The Night Fire: A Ballard and Bosch thriller (Harry Bosch 22) (3 page)

“When did Thompson retire?”

“January 2000.”

“Shit, and he had it all this time? Almost twenty years.”

“That’s the way it looks.”

“That’s really bullshit.”

“Look, I’m not trying to defend John Jack, but the case probably got more attention from him than it ever would’ve in the Open-Unsolved Unit. They mainly just work DNA cases over there and there’s no DNA in this one. It would have been passed over and left to gather dust if John Jack hadn’t taken it with him.”

“So you know there’s no DNA? And you checked the chrono?”

“Yeah. I read through it. I started when I got home from the funeral, then took it to you as soon as I finished.”

“And why did you bring it here?”

“Because we had a deal, remember? We’d work cases together.”

“So you want to work this together?”

“Well, sort of.”

“What’s that mean?”

“I’ve got some stuff going on. Medical stuff. And I don’t know how much—”

“What medical stuff?”

“I just got a new knee and, you know, I have rehab and there might be a complication. So I’m not sure how much I can be involved.”

“You’re dumping this case on me. You changed my radio station and dumped the case on me.”

“No, I want to help and I will help. John Jack mentored me. He taught me the rule, you know?”

“What rule?”

“To take every case personally.”

“What?”

“Take every case personally and you get angry. It builds a fire. It gives you the edge you need to go the distance every time out.”

Ballard thought about that. She understood what he was saying but knew it was a dangerous way to live and work.

“He said ‘every case’?” she asked.

“‘Every case,’” Bosch said.

“So you just read this cover to cover?”

“Yes. Took me about six hours. I had a few interruptions. I need to walk and work my knee.”

“What’s the part in it that made it personal for John Jack?”

“I don’t know. I didn’t see it. But I know he found a way to make every case personal. If you find that, you might be able to close it out.”

“If
I
find it?”

“Okay, if
we
find it. But like I said, I already looked.”

Ballard flipped the sections over until she once again came to the photos held in plastic sleeves.

“I don’t know,” she said. “This feels like a long shot. If George Hunter couldn’t clear it and then John Jack Thompson couldn’t clear it, what makes you think we can?”

“Because you have that thing,” Bosch said. “That fire. We can do this and bring that boy some justice.”

“Don’t start with the ‘justice’ thing. Don’t bullshit me, Bosch.”

“Okay, I won’t. But will you at least read the chrono and look through the book before deciding? If you do that and don’t want to continue, that’s fine. Turn the book in or give it back to me. I’ll work it alone. When I get the time.”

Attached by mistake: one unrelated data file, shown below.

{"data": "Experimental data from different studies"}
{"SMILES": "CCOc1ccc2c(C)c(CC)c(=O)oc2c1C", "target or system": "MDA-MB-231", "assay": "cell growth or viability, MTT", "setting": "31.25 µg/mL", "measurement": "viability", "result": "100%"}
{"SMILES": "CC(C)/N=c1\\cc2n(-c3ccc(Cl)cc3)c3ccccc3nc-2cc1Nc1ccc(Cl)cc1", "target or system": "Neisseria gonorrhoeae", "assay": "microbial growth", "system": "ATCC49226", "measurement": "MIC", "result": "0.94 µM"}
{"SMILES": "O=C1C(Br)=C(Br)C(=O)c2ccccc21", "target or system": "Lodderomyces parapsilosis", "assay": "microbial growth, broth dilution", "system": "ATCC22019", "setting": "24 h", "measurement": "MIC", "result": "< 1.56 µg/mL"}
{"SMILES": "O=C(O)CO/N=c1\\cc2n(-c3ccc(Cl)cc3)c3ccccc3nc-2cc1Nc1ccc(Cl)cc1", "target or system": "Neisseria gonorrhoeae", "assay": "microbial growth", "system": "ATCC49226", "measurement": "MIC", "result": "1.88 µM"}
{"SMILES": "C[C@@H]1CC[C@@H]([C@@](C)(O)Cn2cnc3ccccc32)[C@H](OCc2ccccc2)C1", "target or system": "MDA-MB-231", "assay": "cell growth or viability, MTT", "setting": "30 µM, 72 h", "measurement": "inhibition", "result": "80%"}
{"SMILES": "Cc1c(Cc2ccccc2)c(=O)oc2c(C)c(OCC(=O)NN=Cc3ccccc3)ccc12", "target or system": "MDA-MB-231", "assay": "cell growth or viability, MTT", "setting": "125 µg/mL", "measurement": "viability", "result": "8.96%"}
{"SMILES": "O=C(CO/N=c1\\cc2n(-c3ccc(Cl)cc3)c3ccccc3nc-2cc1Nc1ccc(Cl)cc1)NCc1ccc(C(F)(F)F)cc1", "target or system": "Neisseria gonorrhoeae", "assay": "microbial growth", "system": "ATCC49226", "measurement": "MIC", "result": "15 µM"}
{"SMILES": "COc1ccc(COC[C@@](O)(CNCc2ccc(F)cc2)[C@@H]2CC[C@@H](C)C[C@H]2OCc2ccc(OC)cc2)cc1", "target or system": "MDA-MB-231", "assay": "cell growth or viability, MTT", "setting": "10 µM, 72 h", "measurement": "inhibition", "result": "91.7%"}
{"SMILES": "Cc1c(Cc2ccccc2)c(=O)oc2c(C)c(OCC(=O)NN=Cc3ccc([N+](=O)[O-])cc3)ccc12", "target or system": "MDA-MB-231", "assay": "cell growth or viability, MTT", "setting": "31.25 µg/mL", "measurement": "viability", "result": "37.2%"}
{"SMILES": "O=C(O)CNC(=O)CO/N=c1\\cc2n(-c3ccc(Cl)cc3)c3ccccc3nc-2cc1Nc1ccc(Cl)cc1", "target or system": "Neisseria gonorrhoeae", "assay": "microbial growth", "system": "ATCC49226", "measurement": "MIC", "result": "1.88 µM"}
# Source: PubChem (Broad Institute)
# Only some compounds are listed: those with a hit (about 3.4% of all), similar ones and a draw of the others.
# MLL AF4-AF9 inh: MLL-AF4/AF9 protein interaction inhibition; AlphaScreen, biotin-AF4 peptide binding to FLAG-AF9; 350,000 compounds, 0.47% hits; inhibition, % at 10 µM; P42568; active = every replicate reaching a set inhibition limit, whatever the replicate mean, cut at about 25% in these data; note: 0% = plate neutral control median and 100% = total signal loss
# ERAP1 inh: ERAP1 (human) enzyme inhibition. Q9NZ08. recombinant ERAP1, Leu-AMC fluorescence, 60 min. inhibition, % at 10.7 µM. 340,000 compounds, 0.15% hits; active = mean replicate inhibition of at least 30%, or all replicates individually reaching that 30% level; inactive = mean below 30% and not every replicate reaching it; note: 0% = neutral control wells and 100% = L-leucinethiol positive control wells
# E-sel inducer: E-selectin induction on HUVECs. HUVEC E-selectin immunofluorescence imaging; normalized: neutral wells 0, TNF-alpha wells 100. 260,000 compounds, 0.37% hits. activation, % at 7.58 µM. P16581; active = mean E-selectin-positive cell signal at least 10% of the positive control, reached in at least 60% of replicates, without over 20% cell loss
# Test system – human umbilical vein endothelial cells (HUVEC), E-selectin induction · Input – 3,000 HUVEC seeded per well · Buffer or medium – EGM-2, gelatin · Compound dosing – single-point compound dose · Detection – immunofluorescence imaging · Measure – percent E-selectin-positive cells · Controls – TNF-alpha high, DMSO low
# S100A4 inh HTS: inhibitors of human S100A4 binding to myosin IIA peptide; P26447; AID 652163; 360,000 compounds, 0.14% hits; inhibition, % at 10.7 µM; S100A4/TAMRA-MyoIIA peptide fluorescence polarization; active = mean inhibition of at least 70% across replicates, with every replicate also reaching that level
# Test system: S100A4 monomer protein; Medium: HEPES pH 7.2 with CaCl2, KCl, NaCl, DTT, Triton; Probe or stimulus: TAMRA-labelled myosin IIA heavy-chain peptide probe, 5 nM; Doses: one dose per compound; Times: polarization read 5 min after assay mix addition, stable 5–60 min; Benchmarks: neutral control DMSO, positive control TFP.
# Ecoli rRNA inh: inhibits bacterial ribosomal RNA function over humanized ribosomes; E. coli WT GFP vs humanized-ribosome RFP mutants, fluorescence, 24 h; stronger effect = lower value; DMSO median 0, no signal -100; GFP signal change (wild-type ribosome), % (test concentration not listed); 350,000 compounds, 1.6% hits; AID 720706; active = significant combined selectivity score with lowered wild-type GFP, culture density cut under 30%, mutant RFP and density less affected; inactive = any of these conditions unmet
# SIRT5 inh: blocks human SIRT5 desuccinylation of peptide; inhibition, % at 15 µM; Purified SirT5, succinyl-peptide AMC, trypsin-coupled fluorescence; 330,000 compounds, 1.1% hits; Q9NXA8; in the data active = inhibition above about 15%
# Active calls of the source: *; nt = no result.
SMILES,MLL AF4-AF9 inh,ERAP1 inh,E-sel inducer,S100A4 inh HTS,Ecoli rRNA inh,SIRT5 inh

Ballard didn’t answer at first. She had to think. She knew that the proper procedure would be to turn the murder book in to the Open-Unsolved Unit, explain how it had been found after Thompson’s death, and leave it at that. But as Bosch had said, that move would probably result in the case being put on a shelf to gather dust.

She looked at the photos again. It appeared to her on initial read that it was a drug rip-off. The victim pulls up, offers the cash, gets a bullet instead of a balloon of heroin or whatever his drug of choice was.

“There’s one thing,” Bosch said.

“What’s that?” Ballard asked.

“The bullet. If it’s still in evidence. You need to run it through NIBIN, see what comes up. That database wasn’t around back in 1990.”

“Still, what’s that, a one-in-ten shot? No pun intended.”

She knew that the national database held the unique ballistic details of bullets and cartridge casings found at crime scenes, but it was far from a complete archive. Data on a bullet had to be entered for that bullet to become part of any comparison process, and most police departments, including the LAPD, were behind in the entering process. Still, the bullet archive had been around since the start of the century and the data grew larger every year.

“It’s better than no shot,” Bosch said.

Ballard didn’t reply. She looked at the murder book and ran a fingernail up the side of the thick sheaf of documents it contained, creating a ripping sound.

“Okay,” she finally said. “I’ll read it.”

“Good,” Bosch said. “Let me know what you think.”

BOSCH
5

Bosch quietly slipped into the back row of the Department 106 courtroom, drawing the attention of the judge only, who made a slight nod in recognition. It had been years, but Bosch had had several cases before Judge Paul Falcone in the past. He had also woken the judge up on more than one occasion while seeking approval for a search warrant in the middle of the night.